Winter 2009 Music Reviews
Big Muddy: Suite for Clarinet & Piano
Navona Records NV5815
Written for the remarkably versatile, Grammy-award winning American clarinetist, Richard Stoltzman, the Big Muddy Suite is an irresistibly swinging piece of music. An amalgamation of various musics of the Mississippi Basin, it blends jazz, r&b, classical, and more than a hint of boogie-woogie into a marvelously melodic mix.
The duo of Stoltzman and pianist/composer Beckman improvise like crazy, producing a recording of great spontaneity and verve. A simple look at the movement titles – "Memphis Nightrain," "Bayou Lament," "St. Louie Thunder," "Natchez Hymn/Gigue," and "Catfish Rondeau" — hints at the musical range of this 40-minute, uninterrupted celebration. "St. Louie Thunder" will have you toe tapping, while "Natchez Hymn" will induce a more ruminative mood until it breaks into its jolly gigue. The final "Catfish Rondeau" begins upbeat, and segues into a heart-touchingly nostalgic, bluesy section before swinging its way to conclusion. The enhanced CD includes PDF study scores of the music, two low-resolution QuickTime videos whose sound refused to come through on my iMac, and a small picture gallery. But the music is what Big Muddy Suite is about,and it’s a joy. — Jason Serinus
The Kinks Choral Collection
Forty-five years after Ray Davies’ chart-topping song, "You Really Got Me," put The Kinks on the map, the band’s founder, lead singer and composer is back. His delightful new CD, The Kinks Choral Collection, showcases his novel reworkings of Kinks classics. The recording pairs Davies and six other rock musicians with The Crouch End Festival Chorus, a community chorus based in the north London neighborhood where he grew up. This may sound like a recipe for camp, but it’s anything but. While retaining their quintessentially English gentility, the chorus’ contributions to such classics as "Days," "Waterloo Sunset," "You Really Got Me," and "All Day And All Of The Night" are delicious. There’s also a suite of songs from The Kinks Are The Village Green Preservation Society, Davies’ late-60s homage to an idyllic England that some consider his masterpiece. One of the most fascinating aspects of Davies’ music is its ability to comfortably swing between the nostalgic, hometown feel of "Village Green" and the big city rock of "You Really Got Me." Add in the choir, whose sound has been carefully crafted to complement both genres, and you’ve got a déjà-vous classic with a freshness too seldom encountered in today’s pop universe. — Jason Serinus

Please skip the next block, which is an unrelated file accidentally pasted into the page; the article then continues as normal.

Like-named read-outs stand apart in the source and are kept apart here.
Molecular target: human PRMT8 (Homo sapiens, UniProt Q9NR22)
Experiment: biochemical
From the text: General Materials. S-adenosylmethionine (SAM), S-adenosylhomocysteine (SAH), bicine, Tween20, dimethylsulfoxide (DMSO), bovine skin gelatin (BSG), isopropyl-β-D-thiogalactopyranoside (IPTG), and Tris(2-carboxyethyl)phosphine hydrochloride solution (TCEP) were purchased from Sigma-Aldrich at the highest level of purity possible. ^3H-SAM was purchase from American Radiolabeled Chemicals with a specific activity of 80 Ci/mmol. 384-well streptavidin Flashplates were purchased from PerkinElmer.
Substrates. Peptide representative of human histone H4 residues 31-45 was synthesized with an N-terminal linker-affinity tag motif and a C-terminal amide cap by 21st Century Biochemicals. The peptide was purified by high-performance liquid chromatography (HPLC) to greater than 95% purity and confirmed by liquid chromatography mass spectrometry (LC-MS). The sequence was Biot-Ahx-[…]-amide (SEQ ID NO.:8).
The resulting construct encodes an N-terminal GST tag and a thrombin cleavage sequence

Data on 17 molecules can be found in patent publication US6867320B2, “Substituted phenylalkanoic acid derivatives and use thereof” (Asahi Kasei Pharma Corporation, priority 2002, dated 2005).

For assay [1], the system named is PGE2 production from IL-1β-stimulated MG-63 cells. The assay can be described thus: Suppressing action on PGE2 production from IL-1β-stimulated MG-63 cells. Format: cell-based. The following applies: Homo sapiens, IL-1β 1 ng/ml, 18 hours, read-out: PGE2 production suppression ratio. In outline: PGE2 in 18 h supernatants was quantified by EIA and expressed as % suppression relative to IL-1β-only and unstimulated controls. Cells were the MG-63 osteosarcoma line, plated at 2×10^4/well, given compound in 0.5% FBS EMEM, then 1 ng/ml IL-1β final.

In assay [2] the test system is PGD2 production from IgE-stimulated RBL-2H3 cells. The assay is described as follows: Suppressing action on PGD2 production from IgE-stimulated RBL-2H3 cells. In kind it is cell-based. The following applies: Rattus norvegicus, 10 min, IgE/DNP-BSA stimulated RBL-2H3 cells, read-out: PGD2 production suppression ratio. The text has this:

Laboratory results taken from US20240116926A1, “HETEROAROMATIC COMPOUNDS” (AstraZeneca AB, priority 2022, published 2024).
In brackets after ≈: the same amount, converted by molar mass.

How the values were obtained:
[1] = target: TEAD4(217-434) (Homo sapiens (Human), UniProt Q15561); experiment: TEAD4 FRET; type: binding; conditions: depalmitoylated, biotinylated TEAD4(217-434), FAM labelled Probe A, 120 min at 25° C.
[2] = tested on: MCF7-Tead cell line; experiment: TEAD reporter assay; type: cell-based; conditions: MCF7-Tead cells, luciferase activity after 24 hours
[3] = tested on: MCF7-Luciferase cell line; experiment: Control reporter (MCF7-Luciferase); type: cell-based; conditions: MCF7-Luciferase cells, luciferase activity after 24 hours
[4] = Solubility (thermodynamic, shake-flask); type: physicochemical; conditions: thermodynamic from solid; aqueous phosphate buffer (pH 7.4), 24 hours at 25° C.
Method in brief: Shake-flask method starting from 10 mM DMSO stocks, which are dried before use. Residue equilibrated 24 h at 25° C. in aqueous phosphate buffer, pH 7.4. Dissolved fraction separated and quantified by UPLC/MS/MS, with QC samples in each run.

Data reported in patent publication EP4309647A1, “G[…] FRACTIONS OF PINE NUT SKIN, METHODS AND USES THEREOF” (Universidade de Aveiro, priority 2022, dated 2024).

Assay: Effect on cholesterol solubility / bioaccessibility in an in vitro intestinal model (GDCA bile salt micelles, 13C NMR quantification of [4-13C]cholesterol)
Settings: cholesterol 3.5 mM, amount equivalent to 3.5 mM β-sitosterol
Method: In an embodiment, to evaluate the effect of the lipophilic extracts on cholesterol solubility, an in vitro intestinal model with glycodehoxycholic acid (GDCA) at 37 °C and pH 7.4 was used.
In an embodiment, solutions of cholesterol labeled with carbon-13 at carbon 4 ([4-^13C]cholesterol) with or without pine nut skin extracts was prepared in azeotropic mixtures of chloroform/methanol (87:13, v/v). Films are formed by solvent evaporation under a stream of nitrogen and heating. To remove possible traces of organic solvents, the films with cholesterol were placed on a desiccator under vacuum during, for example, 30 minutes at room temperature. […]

Singer-songwriter Yasmin Levy, 34, has built an estimable reputation as a champion of Ladino music, the ancient music of the Sephardic Jews of Spain. Singing Ladino, Bedouin and original Ladino-like songs, sometimes spiced with Turkish or Flamenco influences, she is on a mission to preserve and promote a language and culture facing extinction.
Since making her international debut at the WOMEX International World Music Expo in 2002, Levy has released three albums. The first, Romance and Yasmin, was nominated for a BBC World Music Award. Now with Mano Suave, her first album distributed in the U.S., she is set to open ears and hearts to the music of an oft-forgotten culture.